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Huge map of the Mississippi River dated June 1, 1775...

Item # 700671

January 01, 1783

COURSE of the RIVER MISSISSIPI [sic] from the Balise to Fort Chartres; Taken on an Expedition to the Illinois, in the latter end of the Year 1763 by Lieut. Ross of the 34th Regiment: Improved from the Surveys of that River made by the French".
London, Printed for Robt. Sayer No. 53 in 'Fleet Street, Published as the Act directs, 11 June 1775" 

A noted map dealer describes this piece as: "The Most Influential Map of the Mississippi River on the eve of the American Revolutionary War."
He offers further research into its significance: "A highly detailed map of the Mississippi River, from just north of the confluence of the Ohio River to the Gulf of Mexico, published by Thomas Jefferys in London.
Lieutenant Ross' large scale map of the Mississippi River is of the few large-format maps of the Mississippi published during the 18th century. Ross' map was the first official English survey of the Lower Mississippi, and one of the most historically significant American maps, delineating the British territorial gains following the French and Indian War and later establishing the future western boundary of the new United States. The map opened the area to settlement from the east and defined the western limits of the American colonies. It would also be an area of great intrigue in the years immediately following the publication of this map, as France and Spain both evaluated the prospects of extending and preserving their territorial claims in the region prior to the Louisiana Purchase.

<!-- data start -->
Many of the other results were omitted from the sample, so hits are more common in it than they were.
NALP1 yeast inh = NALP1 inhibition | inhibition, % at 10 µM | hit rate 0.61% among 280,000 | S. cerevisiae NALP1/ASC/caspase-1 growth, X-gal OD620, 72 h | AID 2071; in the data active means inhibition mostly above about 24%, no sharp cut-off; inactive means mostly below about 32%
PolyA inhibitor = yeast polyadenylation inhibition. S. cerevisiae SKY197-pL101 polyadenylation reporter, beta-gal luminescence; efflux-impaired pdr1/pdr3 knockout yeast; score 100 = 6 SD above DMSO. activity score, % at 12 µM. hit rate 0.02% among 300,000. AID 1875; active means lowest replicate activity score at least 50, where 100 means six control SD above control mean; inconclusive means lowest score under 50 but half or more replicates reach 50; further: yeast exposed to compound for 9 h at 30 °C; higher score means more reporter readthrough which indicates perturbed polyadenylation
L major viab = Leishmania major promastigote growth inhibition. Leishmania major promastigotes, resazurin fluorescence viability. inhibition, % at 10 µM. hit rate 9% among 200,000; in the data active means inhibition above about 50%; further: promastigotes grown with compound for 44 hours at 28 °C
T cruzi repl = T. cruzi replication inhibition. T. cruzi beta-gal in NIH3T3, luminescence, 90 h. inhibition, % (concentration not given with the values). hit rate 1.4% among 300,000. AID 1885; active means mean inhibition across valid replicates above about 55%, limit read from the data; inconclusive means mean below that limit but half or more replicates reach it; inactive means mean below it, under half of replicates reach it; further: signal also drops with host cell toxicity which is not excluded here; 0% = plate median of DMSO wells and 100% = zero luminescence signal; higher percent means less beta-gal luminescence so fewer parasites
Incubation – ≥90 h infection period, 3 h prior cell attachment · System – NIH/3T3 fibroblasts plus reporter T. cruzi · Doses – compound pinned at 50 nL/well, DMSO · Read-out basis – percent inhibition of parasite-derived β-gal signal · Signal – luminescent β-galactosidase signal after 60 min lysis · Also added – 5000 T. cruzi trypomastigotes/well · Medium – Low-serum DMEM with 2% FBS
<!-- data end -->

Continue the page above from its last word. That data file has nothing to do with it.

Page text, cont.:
Ross's map provides a large-scale depiction of the river and its topographical features, such as islands in the river, navigational instructions, other rivers and connecting tributaries, boundaries, towns and settlements, forts, local history (including the spot where De Soto discovered the Mississippi in 1541), quarries and potential mining areas, productive land, cane fields, and mountains and other topographical details. A number of Indian Tribes are shown, including the Flathead, Chactaw, Chikasaw, Chackhuma, "Akansas or the Handsome Men," Wyapes, Corrois, Yazous, Ofogoulas, Chepoussa, Caskaskias, Colapissas (later known as Huoma), and others. Frederick Webb Hodge (Handbook of American Indians North of Mexico) makes numerous citations to this map.
Following the Treaty of Paris in 1763 ending the French & Indian War, a British expedition was sent to the Illinois territory to demand the surrender of Fort de Chartres, the last outpost under French control in the area. Lieutenant John Ross, surveyor of the 34th Regiment of the British Army, went with this expedition and surveyed the lower part of the River, below Fort Chartres, to the mouth of the Mississippi River. While Ross was able to provide a good account of the Eastern Bank of the River, he was not able to land on the west bank, which was then claimed by Spain.
A nice example of this seminal collector's map of the Mississippi River.
Measures 46 by 21 1/2 inches including the wide margins, printed on heavy laid paper, the course of the river is hand-colored. Blank on he reverse, a few very tiny margin tears. A very handsome map in very nice condition.

Category: The 1600's and 1700's